9. Lance Klusener
Lance Klusener, the South African all-rounder, is often remembered for his explosive batting and finishing abilities, particularly in limited-overs cricket. Born on September 4, 1971, in Durban, South Africa, Klusener played a significant role in the success of the South African cricket team during the late 1990s and early 2000s.
Klusener made his Test debut for South Africa in 1996 and went on to play 49 Test matches. While he was primarily known for his contributions in limited-overs cricket, he scored 1,906 runs in Tests and took 80 wickets with his medium-fast bowling. His gritty performances in Tests, particularly in challenging situations, demonstrated his all-round capabilities.
However, it was in One-Day Internationals (ODIs) that Lance Klusener became a household name. He played 171 ODIs for South Africa, amassing 3,578 runs at a strike rate of 89.91. Klusener’s ability to finish matches with his aggressive batting made him a match-winner. He often batted with the tail-enders and earned a reputation for turning seemingly lost matches into victories.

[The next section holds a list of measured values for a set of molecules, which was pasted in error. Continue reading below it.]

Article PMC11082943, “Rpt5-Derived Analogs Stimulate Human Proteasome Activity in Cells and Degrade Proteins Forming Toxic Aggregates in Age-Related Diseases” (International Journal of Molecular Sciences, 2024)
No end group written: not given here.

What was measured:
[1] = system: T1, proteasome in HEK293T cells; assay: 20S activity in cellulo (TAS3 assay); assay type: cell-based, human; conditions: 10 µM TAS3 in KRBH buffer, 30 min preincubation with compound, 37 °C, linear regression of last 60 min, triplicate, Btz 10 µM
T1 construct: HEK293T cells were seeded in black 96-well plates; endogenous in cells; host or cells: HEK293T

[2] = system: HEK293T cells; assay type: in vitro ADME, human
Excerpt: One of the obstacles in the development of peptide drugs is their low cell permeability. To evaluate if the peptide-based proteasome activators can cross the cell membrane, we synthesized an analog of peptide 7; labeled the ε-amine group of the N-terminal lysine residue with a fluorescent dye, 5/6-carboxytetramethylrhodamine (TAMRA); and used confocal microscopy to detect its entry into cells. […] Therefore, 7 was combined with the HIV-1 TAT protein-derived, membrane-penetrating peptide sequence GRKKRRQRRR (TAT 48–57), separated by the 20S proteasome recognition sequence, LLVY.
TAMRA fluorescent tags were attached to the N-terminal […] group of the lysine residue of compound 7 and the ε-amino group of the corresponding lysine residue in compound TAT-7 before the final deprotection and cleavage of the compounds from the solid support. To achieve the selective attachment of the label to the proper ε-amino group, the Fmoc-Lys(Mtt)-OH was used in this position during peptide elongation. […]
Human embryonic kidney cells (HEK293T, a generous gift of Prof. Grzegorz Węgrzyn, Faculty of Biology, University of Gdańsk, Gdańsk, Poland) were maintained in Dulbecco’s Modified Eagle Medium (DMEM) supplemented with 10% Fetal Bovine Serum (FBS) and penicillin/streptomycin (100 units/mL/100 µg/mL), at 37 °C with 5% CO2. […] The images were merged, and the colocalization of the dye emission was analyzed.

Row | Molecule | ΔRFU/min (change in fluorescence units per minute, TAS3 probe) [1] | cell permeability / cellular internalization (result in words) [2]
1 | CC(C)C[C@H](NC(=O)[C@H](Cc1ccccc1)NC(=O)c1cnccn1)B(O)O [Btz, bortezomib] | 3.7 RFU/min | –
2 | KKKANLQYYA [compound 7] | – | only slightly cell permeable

One of his most famous moments came during the 1999 Cricket World Cup. Klusener was the Player of the Tournament, scoring 281 runs and taking 12 wickets. His fearless batting and cool temperament under pressure earned him the nickname “Zulu” and showcased his ability to thrive in crunch situations.
Off the field, Lance Klusener’s impact extended to coaching and mentoring. He worked with various teams and passed on his knowledge of the game. His coaching stints included roles in international and domestic cricket, where he continued to influence the next generation of cricketers.